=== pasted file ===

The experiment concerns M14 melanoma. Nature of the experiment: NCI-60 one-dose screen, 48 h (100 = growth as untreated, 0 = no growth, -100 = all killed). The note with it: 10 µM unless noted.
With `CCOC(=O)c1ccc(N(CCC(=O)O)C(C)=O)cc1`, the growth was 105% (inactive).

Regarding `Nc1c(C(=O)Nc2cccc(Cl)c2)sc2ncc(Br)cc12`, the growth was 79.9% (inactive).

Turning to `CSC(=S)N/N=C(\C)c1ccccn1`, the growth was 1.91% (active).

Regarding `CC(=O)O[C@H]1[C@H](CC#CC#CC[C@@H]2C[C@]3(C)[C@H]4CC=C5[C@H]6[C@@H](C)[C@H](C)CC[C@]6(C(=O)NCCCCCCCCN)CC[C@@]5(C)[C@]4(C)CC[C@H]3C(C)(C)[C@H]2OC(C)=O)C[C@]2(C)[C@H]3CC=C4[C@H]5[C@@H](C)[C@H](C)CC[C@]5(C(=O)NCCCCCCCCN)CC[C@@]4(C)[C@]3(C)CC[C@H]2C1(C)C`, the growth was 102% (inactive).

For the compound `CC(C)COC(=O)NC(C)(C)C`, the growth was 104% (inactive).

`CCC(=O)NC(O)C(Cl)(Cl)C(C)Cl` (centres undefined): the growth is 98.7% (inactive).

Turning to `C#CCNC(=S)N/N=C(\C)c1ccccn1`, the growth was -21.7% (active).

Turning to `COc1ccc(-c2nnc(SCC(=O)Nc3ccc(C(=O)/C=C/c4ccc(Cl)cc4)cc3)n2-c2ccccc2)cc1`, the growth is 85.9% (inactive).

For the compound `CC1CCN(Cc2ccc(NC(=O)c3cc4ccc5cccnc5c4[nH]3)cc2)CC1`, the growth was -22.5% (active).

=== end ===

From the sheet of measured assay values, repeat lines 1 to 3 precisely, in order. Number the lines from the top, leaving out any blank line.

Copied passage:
The experiment concerns M14 melanoma. Nature of the experiment: NCI-60 one-dose screen, 48 h (100 = growth as untreated, 0 = no growth, -100 = all killed). The note with it: 10 µM unless noted.
With `CCOC(=O)c1ccc(N(CCC(=O)O)C(C)=O)cc1`, the growth was 105% (inactive).

Regarding `Nc1c(C(=O)Nc2cccc(Cl)c2)sc2ncc(Br)cc12`, the growth was 79.9% (inactive).